Oh dear! Following Scotland’s three nil victory against the Faroe Islands on Tuesday night, some of the football community have lost their heads and are now guilty of the same hyperbolic drivel that usually enrages the Tartan Army and Scottish media alike when uttered by English commentators about their team.
Yes, Scotland played well and Barry Bannan, in particular, had an impressive debut, but the poor loves now comparing the diminutive 20 year old to the likes of Xavi Hernandez, Andries Iniesta and, God forbid, Jimmy Johnstone, really need a long lie down in a darkened room.
Listening to this nonsense, my mind drifts back to a spring evening at Ibrox Park in 1993, when a young Duncan Ferguson “terrorised” the German defence , in a friendly international but failed to score. No matter, in the days that followed he was proclaimed as Scottish football’s new saviour.
The hype was enough that summer for Rangers chairman David Murray, whose ego trip was by then in full flow, to blow his club’s entire transfer budget on the raw , inexperienced Ferguson , making him the most expensive player in British football, as if to prove a point to Murray’s English rivals that he was a major player in British football.
Alas, with Mark Hateley firmly established as number one striker at Ibrox, the move backfired; Ferguson was no more than a reserve de luxe during his brief time there and any hopes that Scottish football had of him becoming another Dennis Law or Joe Jordan ended when he turned his back on the national team, following a jail sentence and subsequent twelve match S.F.A domestic ban for an alleged head butt on an opponent while playing for Rangers.
During my time following the Scottish national team, others have been hailed as our new messiah only to fail to fulfil their potential: Charlie Nicholas, Paul McStay, Ian Durrant, Derek Ferguson, Eoin Jess and Charlie Miller, to name but six, have all fallen by the wayside despite promising much in their youth.
A few years ago, James McFadden was the next big thing, but he has struggled to hold down a starting place at either Everton or his present club in the English Premiership and despite his “wonder” goal for Scotland against France three years ago, the Birmingham forward has failed to develop into the player many expected him to become when he first emerged. Injuries have been a major factor, but the weight of expectation has also played a part.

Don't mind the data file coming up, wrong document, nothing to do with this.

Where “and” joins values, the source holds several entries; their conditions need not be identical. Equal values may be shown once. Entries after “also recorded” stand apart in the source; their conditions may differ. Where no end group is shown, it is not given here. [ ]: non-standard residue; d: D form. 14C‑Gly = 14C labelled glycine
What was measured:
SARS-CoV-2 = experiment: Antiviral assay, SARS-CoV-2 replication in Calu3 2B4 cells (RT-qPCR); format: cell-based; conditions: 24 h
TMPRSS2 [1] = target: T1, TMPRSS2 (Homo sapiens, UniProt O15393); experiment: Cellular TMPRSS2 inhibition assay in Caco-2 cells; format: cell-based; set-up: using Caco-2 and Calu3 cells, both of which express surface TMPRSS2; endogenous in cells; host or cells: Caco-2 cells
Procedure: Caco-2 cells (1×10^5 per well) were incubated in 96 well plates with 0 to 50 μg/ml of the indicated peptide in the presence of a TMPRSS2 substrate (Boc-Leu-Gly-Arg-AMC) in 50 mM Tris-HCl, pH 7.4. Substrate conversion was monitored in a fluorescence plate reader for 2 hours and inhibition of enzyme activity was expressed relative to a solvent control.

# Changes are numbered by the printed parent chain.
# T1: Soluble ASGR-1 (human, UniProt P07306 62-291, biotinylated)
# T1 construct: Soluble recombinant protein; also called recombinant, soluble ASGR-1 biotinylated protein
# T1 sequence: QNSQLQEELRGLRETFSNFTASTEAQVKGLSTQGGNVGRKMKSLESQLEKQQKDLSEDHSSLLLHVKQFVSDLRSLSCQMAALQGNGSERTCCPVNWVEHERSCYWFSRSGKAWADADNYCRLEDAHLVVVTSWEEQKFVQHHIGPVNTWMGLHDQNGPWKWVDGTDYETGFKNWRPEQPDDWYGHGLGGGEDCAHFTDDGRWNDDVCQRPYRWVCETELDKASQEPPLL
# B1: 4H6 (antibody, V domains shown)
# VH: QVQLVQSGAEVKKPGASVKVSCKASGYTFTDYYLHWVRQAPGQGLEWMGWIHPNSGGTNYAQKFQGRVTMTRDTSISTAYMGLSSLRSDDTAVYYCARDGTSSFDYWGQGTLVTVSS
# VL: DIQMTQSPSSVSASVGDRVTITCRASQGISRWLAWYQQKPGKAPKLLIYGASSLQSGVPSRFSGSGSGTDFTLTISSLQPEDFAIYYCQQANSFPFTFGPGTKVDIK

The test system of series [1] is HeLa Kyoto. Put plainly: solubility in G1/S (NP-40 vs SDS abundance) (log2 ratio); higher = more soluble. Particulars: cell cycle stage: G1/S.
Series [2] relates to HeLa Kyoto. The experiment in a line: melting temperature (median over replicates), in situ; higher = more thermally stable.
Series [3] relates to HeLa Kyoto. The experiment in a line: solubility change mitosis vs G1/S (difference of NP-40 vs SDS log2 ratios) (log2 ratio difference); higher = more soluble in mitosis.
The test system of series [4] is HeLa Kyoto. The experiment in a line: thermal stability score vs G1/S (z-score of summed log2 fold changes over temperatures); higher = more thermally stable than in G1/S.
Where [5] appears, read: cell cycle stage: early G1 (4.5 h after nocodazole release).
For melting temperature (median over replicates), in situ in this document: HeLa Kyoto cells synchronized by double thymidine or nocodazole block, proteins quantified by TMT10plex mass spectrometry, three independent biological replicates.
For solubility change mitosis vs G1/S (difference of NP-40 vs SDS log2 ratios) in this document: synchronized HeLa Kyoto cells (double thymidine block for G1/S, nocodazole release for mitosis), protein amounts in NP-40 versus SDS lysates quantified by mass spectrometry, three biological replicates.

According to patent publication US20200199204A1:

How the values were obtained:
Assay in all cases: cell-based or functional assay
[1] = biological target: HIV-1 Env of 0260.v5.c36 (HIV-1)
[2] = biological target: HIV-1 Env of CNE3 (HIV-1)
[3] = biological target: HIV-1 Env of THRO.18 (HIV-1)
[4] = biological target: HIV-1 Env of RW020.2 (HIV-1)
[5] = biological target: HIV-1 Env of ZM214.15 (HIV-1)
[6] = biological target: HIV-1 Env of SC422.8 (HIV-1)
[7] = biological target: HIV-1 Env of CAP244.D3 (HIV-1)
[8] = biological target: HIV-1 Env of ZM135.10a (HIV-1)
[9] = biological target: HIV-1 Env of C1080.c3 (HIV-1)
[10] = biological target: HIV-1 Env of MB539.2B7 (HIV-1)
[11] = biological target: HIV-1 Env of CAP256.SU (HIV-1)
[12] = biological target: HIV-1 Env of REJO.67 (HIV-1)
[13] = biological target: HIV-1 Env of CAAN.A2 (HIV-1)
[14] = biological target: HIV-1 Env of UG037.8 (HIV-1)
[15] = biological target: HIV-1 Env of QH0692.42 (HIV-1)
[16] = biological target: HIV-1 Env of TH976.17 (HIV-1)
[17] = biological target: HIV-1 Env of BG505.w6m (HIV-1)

It is perfectly understandable given the dreadful start to Craig Levein’s reign as national team coach, that he and the media try to accentuate any positive they can find, but some balance is required. It was only a friendly against the minnows of international football and heaping pressure on young players is counter productive.
While it must be hoped that Bannan avoids the pitfalls off the field that befell Duncan Ferguson, Charlie Miller and Charlie Nicholas and the injury problems that dogged Durrant and Jess, this is a boy who has made only six appearances for Aston Villa in the Premiership!
Danny Wilson, the eighteen year old centre half who scored on his debut on Tuesday, is another being tipped to lead the nation to a new footballing promised land, but has yet to start a league game for his new club, Liverpool, and may regret leaving the Rangers first team squad - where he gained experience in the S.P.L. and Champions League -for the obscurity of the Anfield reserves.
Until these players and others are completing a couple of seasons as Premiership regulars, we should leave them in peace to develop as footballers as well as men instead of burdening them with the expectation that they will reverse Scottish football’s decline.
Charlie Adam is a case in point: arguably our best player on Tuesday night, until his injury, he was written off by many when he failed to make the grade at Rangers, but he rebuilt his career away from the limelight at Blackpool and is now one of the stars of the English Premiership. Rangers and their supporters will rue the day they let him leave for a song. Had he been given time to develop at Ibrox, he would have been a key player by now, but the pressure on him to be an instant superstar proved too great.
It is understandable that since Scotland’s record of producing homegrown players over the past two decades is so poor, that any young player who shows promise is instantly hailed as our new star, but the people doing this should know better.
Today’s bright young thing can easily become tomorrow’s forgotten man, usually propelled there on a tidal wave of hype.
Bannan, Wilson and others may develop into a team of world beaters but they are more likely to do so if we give them time and peace to learn their trade, rather than go overboard following a good start to their international careers against the Faroe Islands!
This article first appeared on the Bleacher Report and Scotzine websites